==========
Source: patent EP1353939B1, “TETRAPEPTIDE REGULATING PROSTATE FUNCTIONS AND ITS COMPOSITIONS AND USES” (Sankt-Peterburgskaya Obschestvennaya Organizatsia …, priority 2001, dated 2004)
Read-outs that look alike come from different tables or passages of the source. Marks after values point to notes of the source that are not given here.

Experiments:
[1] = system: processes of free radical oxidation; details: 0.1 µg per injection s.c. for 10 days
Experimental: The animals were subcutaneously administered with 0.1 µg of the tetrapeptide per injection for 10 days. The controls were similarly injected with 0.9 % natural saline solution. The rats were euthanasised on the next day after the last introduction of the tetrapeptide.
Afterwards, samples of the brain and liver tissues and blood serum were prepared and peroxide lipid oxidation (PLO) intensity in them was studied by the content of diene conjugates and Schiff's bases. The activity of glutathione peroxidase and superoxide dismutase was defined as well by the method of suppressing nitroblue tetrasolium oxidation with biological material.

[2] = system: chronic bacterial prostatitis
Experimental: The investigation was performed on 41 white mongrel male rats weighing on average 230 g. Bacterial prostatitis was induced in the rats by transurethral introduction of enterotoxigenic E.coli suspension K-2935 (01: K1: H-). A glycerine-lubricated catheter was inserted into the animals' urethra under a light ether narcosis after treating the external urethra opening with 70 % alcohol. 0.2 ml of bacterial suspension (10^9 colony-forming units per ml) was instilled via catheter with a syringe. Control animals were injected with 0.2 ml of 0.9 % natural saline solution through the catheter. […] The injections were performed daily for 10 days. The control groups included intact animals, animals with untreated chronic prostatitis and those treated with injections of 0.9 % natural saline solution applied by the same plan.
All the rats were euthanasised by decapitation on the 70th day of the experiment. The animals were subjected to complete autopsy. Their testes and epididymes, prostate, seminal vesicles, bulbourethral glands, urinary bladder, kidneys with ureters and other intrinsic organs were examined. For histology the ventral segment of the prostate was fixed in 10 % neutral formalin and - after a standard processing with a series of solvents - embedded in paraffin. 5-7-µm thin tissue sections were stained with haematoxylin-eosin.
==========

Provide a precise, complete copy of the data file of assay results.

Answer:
Source: patent EP1353939B1, “TETRAPEPTIDE REGULATING PROSTATE FUNCTIONS AND ITS COMPOSITIONS AND USES” (Sankt-Peterburgskaya Obschestvennaya Organizatsia …, priority 2001, dated 2004)
Read-outs that look alike come from different tables or passages of the source. Marks after values point to notes of the source that are not given here.

Experiments:
[1] = system: processes of free radical oxidation; details: 0.1 µg per injection s.c. for 10 days
Experimental: The animals were subcutaneously administered with 0.1 µg of the tetrapeptide per injection for 10 days. The controls were similarly injected with 0.9 % natural saline solution. The rats were euthanasised on the next day after the last introduction of the tetrapeptide.
Afterwards, samples of the brain and liver tissues and blood serum were prepared and peroxide lipid oxidation (PLO) intensity in them was studied by the content of diene conjugates and Schiff's bases. The activity of glutathione peroxidase and superoxide dismutase was defined as well by the method of suppressing nitroblue tetrasolium oxidation with biological material.

[2] = system: chronic bacterial prostatitis
Experimental: The investigation was performed on 41 white mongrel male rats weighing on average 230 g. Bacterial prostatitis was induced in the rats by transurethral introduction of enterotoxigenic E.coli suspension K-2935 (01: K1: H-). A glycerine-lubricated catheter was inserted into the animals' urethra under a light ether narcosis after treating the external urethra opening with 70 % alcohol. 0.2 ml of bacterial suspension (10^9 colony-forming units per ml) was instilled via catheter with a syringe. Control animals were injected with 0.2 ml of 0.9 % natural saline solution through the catheter. […] The injections were performed daily for 10 days. The control groups included intact animals, animals with untreated chronic prostatitis and those treated with injections of 0.9 % natural saline solution applied by the same plan.
All the rats were euthanasised by decapitation on the 70th day of the experiment. The animals were subjected to complete autopsy. Their testes and epididymes, prostate, seminal vesicles, bulbourethral glands, urinary bladder, kidneys with ureters and other intrinsic organs were examined. For histology the ventral segment of the prostate was fixed in 10 % neutral formalin and - after a standard processing with a series of solvents - embedded in paraffin. 5-7-µm thin tissue sections were stained with haematoxylin-eosin.